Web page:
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Milton Friedman (born July 31, 1912) is an American economist, known for his work on macroeconomics, microeconomics, economic history, statistics, and for his advocacy of laissez-faire capitalism. In Capitalism and Freedom (1962) he minimized the role of government in a free market in order to create political and social freedom. In 1976, he won the Nobel Prize for his achievements in the fields of consumption analysis, monetary history and theory and for his demonstration of the complexity of stabilization policy. His television series Free to Choose aired on PBS in early 1980. It became a book, co-authored with his wife, Rose Friedman. The book was widely read, as were his columns for Newsweek magazine.
In 1963, the University of Chicago economist had published with coauthor Anna J. Schwartz the magnum opus of his career. 'A monetary History of the United States, 1867 - 1960.' To professionals, Friedman's work was an awesome piece of scholarship, a dense tome that traced in meticulous detail the entire course of money, banking and U.S. monetary policy from Ulysses S. Grant to John F. Kennedy. To most politicians in Washington, Milton Friedman seemed just a figure with an odd obsession. He kept reappearing in academic and political forums, preaching the same profoundly conservative sermon: the Keynesian orthodoxy that had dominated economics for thirty years was wrong. Not just a little wrong, Friedman insisted, but totally, fundamentally disastrously wrong.
Milton Friedman...worried about inflation. He testified frequently before Congress and patiently instructed important committee chairmen on why they should worry too. At the time, it seemed an odd complaint, even cranky. The Consumer Price Index rose by modest increments each year, but never by as much as 2 percent through 1965. Wealthy bond investors might grumble when the inflation rate hit 1.5 percent, but the rest of the country was more impressed by the general prosperity. Friedman persisted, nevertheless, with his dire predictions.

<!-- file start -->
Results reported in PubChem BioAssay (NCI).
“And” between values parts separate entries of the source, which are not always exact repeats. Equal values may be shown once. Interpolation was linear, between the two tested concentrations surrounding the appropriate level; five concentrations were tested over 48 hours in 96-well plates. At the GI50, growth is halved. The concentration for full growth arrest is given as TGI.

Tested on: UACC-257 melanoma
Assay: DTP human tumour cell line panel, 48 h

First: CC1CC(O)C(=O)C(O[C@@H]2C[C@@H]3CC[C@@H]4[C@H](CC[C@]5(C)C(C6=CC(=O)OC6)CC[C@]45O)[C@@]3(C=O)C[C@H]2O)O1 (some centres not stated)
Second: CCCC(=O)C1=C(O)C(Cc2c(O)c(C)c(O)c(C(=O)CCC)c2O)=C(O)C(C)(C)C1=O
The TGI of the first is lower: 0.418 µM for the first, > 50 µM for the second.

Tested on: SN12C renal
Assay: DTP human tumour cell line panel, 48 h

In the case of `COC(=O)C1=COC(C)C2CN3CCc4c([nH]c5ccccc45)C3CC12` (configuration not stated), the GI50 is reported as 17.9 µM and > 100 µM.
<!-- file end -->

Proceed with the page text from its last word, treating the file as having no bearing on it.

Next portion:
"The FED's manipulation of the money supply, Friedman added, was consistently destabilizing and damaging."
"The seminal events that destroyed the old ideology were the Crash of 1929 and the Great Depression that followed......In the Great Depression, the American economy did not revive. Neither did the rest of the world's. Year after year, as the social misery deepened and massive unemployment stretched on for more than a decade, the popular faith in free markets was shattered.......This new idea - government's obligation to manage the economy - was legitimized by the national trauma of Depression, embraced both in public opinion and in scholarly theory.
By 1973, prices were escalating rapidly again and the CPI rose by a new postwar record, 8.8 percent. The following year, 1974, OPEC pushed up oil and the price level rose 12.2 percent
Who eactly was to blame? The standard explanations from economists seemed to blame everyone, a bit, and no one singularly. Milton Fiedman offered a much simpler answer to the question: inflation was caused by the Federal Reserve.
....Friedman said, the Federal Reserve swerved back and forth irresponsibly - supplying too much money and causing inflation, then tightening the money supply abruptly, which choked off the economy and produced recession."
"The Federal Reserve System is a political institution, and like every political institution, it is seeking to retain its own power, its own decisions, its own prestige. To what end do politicans want to maintain their positions? To what end does a CEO of a business concern want to run that concern for profit? Because the coin he is interested in is both income and power. In the same way, people who are in the Fed want to maintain their position. Their coin is influence and power."
Would you mind fixing the quote/external source tags? It's not completely clear which comments are your own and which are William Greider's.
Today the Fed doesn't have the power you describe